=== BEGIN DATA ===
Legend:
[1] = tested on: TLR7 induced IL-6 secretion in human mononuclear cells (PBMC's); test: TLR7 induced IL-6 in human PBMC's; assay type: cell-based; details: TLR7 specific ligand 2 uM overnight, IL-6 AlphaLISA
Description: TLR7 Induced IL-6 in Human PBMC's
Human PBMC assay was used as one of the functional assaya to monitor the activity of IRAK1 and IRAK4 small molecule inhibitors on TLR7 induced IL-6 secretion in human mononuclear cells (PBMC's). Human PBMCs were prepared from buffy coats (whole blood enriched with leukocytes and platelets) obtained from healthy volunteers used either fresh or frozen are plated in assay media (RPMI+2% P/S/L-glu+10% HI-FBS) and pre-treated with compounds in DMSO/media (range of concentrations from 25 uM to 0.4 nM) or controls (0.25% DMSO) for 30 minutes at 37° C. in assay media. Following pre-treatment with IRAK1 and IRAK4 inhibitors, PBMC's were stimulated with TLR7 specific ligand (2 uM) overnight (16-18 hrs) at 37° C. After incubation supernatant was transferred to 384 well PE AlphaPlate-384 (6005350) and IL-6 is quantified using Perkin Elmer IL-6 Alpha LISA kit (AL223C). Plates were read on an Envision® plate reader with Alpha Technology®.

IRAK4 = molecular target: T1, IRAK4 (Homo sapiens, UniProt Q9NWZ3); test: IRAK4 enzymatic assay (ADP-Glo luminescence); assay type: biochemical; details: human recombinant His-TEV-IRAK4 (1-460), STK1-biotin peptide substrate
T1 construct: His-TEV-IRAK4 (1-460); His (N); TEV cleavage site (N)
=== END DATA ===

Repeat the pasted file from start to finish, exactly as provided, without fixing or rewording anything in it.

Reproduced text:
Legend:
[1] = tested on: TLR7 induced IL-6 secretion in human mononuclear cells (PBMC's); test: TLR7 induced IL-6 in human PBMC's; assay type: cell-based; details: TLR7 specific ligand 2 uM overnight, IL-6 AlphaLISA
Description: TLR7 Induced IL-6 in Human PBMC's
Human PBMC assay was used as one of the functional assaya to monitor the activity of IRAK1 and IRAK4 small molecule inhibitors on TLR7 induced IL-6 secretion in human mononuclear cells (PBMC's). Human PBMCs were prepared from buffy coats (whole blood enriched with leukocytes and platelets) obtained from healthy volunteers used either fresh or frozen are plated in assay media (RPMI+2% P/S/L-glu+10% HI-FBS) and pre-treated with compounds in DMSO/media (range of concentrations from 25 uM to 0.4 nM) or controls (0.25% DMSO) for 30 minutes at 37° C. in assay media. Following pre-treatment with IRAK1 and IRAK4 inhibitors, PBMC's were stimulated with TLR7 specific ligand (2 uM) overnight (16-18 hrs) at 37° C. After incubation supernatant was transferred to 384 well PE AlphaPlate-384 (6005350) and IL-6 is quantified using Perkin Elmer IL-6 Alpha LISA kit (AL223C). Plates were read on an Envision® plate reader with Alpha Technology®.

IRAK4 = molecular target: T1, IRAK4 (Homo sapiens, UniProt Q9NWZ3); test: IRAK4 enzymatic assay (ADP-Glo luminescence); assay type: biochemical; details: human recombinant His-TEV-IRAK4 (1-460), STK1-biotin peptide substrate
T1 construct: His-TEV-IRAK4 (1-460); His (N); TEV cleavage site (N)